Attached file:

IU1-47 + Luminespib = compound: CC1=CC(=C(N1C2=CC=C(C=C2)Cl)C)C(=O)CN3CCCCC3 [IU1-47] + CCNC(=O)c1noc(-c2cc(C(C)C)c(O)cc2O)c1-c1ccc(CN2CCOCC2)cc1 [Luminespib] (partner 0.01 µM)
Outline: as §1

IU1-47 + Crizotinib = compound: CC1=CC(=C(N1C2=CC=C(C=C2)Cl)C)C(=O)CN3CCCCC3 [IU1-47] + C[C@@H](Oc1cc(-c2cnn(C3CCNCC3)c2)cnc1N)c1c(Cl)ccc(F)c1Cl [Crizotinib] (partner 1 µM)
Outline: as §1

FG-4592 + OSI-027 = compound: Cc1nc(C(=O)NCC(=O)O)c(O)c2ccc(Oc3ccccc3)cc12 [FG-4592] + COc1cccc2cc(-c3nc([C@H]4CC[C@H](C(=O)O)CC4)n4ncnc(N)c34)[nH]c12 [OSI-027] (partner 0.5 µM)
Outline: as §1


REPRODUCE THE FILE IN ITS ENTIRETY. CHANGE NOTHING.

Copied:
IU1-47 + Luminespib = compound: CC1=CC(=C(N1C2=CC=C(C=C2)Cl)C)C(=O)CN3CCCCC3 [IU1-47] + CCNC(=O)c1noc(-c2cc(C(C)C)c(O)cc2O)c1-c1ccc(CN2CCOCC2)cc1 [Luminespib] (partner 0.01 µM)
Outline: as §1

IU1-47 + Crizotinib = compound: CC1=CC(=C(N1C2=CC=C(C=C2)Cl)C)C(=O)CN3CCCCC3 [IU1-47] + C[C@@H](Oc1cc(-c2cnn(C3CCNCC3)c2)cnc1N)c1c(Cl)ccc(F)c1Cl [Crizotinib] (partner 1 µM)
Outline: as §1

FG-4592 + OSI-027 = compound: Cc1nc(C(=O)NCC(=O)O)c(O)c2ccc(Oc3ccccc3)cc12 [FG-4592] + COc1cccc2cc(-c3nc([C@H]4CC[C@H](C(=O)O)CC4)n4ncnc(N)c34)[nH]c12 [OSI-027] (partner 0.5 µM)
Outline: as §1